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Tyneside climbing legend and winner of everything from 10 mile time trials to Hill Climb Championships to international stage races in Europe, Mr. Joe Waugh. We should have caught up with Joe before now but better late than never.
Mick Bennett is well known these days as head of Sweetspot Management and Race Director of the Tour of Britain, but as an athlete in the '60s, '70s and '80s was a formidable track and road rider and was part of the Team Pursuit quartet which refused to take their rightful World Championship title. Here's his story.
Rik Evans continues telling his story, from giving away a Worlds title to Commonwealth Gold medal, top club 34 Nomads and his slide out of cycling but into depression. Evans has now settled in Australia and cycling has come back into his life.
You students of track cycling out there, which was the year the mighty GB squad won their first team pursuit world title. Did you say, 2005? Then you’d be wrong. The GB team pursuit squad won the event some 30 years earlier, in 1973 but ‘gave away’ the title. This is the story of one of the team and that huge decision to let a world title go; from the precocious talent that was Rik Evans.
In recent years John Herety is best known for his work as manager of the various incarnations of the popular and successful Condor continental team. But he’s a man who’s ‘got the T-shirt’ – British and French amateur Classic wins, a Peace Race stage, a year with ACBB, three years with Coop Mercier, the British Professional Road Championship, the GP Pino Cerami (nearly) and a stage in the Tour of Britain Milk Race (eventually).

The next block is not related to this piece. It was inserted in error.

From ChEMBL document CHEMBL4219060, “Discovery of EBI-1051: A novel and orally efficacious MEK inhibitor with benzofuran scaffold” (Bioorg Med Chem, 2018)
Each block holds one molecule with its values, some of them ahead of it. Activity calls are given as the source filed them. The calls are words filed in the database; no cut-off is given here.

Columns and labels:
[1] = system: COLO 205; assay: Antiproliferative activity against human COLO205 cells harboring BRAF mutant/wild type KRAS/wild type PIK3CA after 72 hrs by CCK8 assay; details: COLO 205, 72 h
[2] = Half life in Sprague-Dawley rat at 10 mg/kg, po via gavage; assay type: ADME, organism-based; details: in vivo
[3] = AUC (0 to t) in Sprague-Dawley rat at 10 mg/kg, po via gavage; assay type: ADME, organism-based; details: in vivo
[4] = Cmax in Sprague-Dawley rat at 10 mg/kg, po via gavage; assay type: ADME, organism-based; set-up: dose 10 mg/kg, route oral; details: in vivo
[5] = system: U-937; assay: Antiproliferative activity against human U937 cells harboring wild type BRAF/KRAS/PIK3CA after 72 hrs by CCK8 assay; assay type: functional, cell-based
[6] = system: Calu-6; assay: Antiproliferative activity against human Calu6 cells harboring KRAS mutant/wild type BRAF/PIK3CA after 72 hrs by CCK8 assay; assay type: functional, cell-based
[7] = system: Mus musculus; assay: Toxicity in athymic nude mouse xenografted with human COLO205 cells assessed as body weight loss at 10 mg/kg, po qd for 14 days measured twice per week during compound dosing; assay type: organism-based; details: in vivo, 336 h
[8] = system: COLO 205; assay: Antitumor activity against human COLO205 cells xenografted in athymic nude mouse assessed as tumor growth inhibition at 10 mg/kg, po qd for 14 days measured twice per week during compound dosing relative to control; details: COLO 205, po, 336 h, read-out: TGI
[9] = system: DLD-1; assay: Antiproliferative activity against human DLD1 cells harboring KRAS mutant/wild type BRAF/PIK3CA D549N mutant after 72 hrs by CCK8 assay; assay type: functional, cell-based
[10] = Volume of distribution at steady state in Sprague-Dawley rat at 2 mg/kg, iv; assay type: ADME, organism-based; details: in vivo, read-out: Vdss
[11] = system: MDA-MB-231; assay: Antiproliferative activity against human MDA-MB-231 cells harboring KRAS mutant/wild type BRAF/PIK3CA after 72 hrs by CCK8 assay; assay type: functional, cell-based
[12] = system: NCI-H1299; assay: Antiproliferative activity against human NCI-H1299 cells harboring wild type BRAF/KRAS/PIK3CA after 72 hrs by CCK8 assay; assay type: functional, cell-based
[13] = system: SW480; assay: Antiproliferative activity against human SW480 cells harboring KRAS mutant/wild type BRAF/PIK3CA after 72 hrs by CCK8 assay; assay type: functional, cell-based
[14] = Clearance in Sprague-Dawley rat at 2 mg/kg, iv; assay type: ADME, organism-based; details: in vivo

In Part One of our interview with Shaun Wallace we covered up to the end of his international pursuiting successes. But there were more honours to come on the big stage before he slipped the tyre covers on for the last time...
Shaun Wallace was a multiple British champion, twice Worlds silver medallist and three times a Commonwealth Games silver medallist as well as a world record holder on two occasions. High times we caught up with the man; he was at home in San Diego where he settled 22 years ago to ‘escape the winters.’
The career of John Patston lasted three decades; he represented GB at The Worlds, was a multiple Division and National Champion and medallist, he won Star Trophy races, the Cycling Weekly Campagnolo ‘25’ Trophy series and in 1975 he notched-up 63 wins; 42 on the road and 21 against the watch. And despite being a bank manager, a pillar of the Establishment, his rebellious streak got him into trouble with the RTTC more than once, with the inevitable suspensions following.
In Part Two of our interview with British professional legend, Sid Barras we discuss the race he was favourite for every year for a decade but which it took him 10 years to win; the British Professional Road Race Championship.